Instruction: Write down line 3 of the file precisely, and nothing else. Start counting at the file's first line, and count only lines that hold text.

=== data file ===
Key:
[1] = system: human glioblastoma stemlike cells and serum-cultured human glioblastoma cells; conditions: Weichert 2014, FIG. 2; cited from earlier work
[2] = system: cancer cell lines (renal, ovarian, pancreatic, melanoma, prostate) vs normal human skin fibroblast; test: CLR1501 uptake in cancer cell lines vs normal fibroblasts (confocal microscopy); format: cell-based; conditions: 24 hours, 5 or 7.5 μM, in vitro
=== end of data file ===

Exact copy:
[2] = system: cancer cell lines (renal, ovarian, pancreatic, melanoma, prostate) vs normal human skin fibroblast; test: CLR1501 uptake in cancer cell lines vs normal fibroblasts (confocal microscopy); format: cell-based; conditions: 24 hours, 5 or 7.5 μM, in vitro